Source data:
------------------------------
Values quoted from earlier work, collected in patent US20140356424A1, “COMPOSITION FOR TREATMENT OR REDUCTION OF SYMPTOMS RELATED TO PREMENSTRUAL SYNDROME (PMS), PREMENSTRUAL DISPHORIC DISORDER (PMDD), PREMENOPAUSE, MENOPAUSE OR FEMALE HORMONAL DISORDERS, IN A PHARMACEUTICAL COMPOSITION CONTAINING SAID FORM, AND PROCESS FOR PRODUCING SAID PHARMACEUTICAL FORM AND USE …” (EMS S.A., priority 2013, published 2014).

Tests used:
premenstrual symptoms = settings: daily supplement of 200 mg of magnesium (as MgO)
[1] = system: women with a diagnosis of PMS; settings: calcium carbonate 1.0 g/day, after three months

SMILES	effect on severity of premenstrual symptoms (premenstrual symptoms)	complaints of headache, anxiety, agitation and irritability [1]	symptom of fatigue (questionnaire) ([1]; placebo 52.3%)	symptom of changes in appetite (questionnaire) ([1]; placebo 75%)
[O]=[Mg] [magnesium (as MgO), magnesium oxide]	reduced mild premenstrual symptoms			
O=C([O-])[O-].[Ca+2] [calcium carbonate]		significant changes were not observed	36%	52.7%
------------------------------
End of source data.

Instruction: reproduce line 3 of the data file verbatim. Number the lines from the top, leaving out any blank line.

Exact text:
premenstrual symptoms = settings: daily supplement of 200 mg of magnesium (as MgO)